Some business trends got endless press in 2022 — such as the Great Resignation, inflation, and quiet quitting — but one flew relatively under the radar: laws across the U.S. that impact how businesses discuss and disclose salaries.
Can an employer ask a candidate about their pay history? Can employees tell coworkers how much they make? And must an employer list pay ranges on job postings? It depends where you live! Let’s break this down…
Asking About Candidates’ Pay History
Employers might want to think twice before asking job applicants about their most recent salary. Twenty-one states and an equal number of municipalities have adopted salary history bans.
However, the extent of these bans can vary. For example, a state with a pay history ban could still allow employers to ask for candidates’ desired salary ranges.
On the flip side, Wisconsin and Michigan actually ban local salary history bans. Who knew?
Posting Salary Ranges
Eleven states and New York City currently have pay transparency laws requiring employers to provide salary ranges upfront. All but two of those were passed in 2019 or later, so this is a trend we can expect to spread.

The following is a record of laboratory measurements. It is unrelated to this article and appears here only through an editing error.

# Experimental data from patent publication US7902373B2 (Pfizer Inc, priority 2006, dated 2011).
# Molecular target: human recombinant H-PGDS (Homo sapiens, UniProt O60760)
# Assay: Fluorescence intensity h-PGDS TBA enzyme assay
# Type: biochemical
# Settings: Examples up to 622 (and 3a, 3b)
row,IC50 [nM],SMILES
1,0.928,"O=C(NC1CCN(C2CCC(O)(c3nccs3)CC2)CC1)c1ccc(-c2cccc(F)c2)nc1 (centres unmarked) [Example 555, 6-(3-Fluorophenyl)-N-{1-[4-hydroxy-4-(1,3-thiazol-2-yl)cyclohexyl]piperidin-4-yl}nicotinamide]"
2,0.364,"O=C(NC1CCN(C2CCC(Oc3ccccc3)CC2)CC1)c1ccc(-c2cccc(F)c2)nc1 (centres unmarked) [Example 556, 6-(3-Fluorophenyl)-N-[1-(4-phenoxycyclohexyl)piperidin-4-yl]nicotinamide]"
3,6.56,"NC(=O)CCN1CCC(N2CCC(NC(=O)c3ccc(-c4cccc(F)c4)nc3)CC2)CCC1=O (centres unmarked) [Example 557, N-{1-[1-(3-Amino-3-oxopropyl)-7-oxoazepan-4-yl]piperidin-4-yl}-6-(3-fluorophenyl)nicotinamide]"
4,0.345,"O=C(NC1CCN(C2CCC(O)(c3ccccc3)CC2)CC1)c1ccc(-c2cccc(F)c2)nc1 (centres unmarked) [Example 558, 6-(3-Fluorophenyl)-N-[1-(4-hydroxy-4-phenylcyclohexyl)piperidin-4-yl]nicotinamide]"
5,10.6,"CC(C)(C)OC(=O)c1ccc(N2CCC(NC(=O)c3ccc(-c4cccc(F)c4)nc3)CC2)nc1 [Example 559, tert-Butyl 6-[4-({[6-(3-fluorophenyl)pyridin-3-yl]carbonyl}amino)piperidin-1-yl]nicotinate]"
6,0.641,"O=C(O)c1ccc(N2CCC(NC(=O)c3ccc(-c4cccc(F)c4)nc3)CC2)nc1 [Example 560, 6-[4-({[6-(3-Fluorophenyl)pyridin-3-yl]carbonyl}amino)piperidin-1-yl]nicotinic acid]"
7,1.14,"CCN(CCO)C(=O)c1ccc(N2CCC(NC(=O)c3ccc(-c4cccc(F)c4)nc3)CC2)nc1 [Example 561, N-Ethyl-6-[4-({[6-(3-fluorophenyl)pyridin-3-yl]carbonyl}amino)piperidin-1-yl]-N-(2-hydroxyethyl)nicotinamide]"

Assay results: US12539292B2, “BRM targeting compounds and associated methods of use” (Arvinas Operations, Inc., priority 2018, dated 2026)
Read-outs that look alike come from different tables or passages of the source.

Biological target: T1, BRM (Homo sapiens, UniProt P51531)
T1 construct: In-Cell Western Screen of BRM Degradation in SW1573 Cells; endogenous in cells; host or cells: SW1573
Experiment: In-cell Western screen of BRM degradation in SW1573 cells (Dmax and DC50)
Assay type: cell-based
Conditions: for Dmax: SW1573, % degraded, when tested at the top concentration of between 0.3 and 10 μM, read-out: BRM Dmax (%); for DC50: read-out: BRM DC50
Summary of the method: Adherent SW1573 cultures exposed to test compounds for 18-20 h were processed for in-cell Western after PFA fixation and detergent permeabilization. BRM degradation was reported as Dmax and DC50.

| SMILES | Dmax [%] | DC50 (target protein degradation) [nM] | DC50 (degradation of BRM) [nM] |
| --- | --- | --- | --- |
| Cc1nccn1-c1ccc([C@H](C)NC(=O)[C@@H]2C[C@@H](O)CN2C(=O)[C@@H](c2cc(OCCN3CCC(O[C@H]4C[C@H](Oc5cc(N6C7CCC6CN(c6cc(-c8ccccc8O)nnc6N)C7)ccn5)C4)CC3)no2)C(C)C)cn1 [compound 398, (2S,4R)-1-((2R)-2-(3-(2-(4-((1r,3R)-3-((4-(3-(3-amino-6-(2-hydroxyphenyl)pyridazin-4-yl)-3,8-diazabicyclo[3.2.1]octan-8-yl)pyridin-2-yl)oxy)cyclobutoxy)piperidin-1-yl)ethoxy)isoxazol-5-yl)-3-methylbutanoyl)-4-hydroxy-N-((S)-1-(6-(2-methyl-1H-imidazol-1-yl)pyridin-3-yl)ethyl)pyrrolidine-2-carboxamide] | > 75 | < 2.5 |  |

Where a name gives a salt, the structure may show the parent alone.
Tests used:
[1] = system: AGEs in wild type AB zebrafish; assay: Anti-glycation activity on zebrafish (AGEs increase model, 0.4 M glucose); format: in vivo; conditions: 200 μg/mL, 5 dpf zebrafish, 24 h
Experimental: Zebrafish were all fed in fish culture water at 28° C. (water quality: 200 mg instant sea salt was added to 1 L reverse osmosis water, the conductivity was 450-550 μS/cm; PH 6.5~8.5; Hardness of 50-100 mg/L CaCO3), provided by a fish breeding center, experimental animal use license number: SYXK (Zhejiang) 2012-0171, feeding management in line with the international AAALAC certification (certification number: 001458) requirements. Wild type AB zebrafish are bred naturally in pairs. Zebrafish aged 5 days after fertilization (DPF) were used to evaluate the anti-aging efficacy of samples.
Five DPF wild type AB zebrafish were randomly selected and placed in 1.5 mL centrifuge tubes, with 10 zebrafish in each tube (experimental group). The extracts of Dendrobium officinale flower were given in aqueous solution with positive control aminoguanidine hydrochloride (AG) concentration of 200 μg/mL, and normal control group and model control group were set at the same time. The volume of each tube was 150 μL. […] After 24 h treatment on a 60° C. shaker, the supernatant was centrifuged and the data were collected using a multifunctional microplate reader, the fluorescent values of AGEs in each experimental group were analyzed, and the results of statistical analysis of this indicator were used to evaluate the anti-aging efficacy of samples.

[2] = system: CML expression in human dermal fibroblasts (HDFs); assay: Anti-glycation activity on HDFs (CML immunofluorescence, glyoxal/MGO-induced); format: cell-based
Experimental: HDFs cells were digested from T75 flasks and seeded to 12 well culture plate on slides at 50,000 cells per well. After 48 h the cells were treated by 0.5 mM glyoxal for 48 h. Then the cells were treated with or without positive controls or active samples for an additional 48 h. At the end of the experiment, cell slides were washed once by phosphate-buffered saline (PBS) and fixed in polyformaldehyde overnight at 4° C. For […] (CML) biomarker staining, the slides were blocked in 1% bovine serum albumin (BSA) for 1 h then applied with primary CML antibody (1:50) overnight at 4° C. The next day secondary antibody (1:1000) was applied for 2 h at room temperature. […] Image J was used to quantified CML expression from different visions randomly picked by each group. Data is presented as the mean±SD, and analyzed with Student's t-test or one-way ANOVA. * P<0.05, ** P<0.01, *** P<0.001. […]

Nevertheless, these laws can be vaguely worded and based on “good faith,” and some employers have advertised extremely broad ranges.
Employee Wage Conversations
This one isn’t a new law, but it’s gaining recent attention. Under 1965’s Executive Order 11246, employees have the right to inquire about, discuss, or disclose their own pay or that of other employees or applicants.
So basically, yes, employees can gab away about what they make, and no, employers can’t do anything about it. This right is subject to certain limited exceptions.
Adapting to Pay Transparency Laws
Some of these rules are straightforward; others are vague and sure to evolve. Here are four steps to help you prepare your business:
- Conduct a salary audit on filled and open positions to ensure they are fair and competitive.
- Review all current job postings — and templates — to ensure they include the required information (e.g., minimum and max pay).
- Clearly communicate your policies to employees and candidates to ensure that everyone’s on the same page. Your HR team should be prepared to answer questions openly and honestly.
- As always, in-house counsel can help ensure you’re in compliance. (If you don’t have a lawyer on staff, maybe it’s time to post a job listing for one?)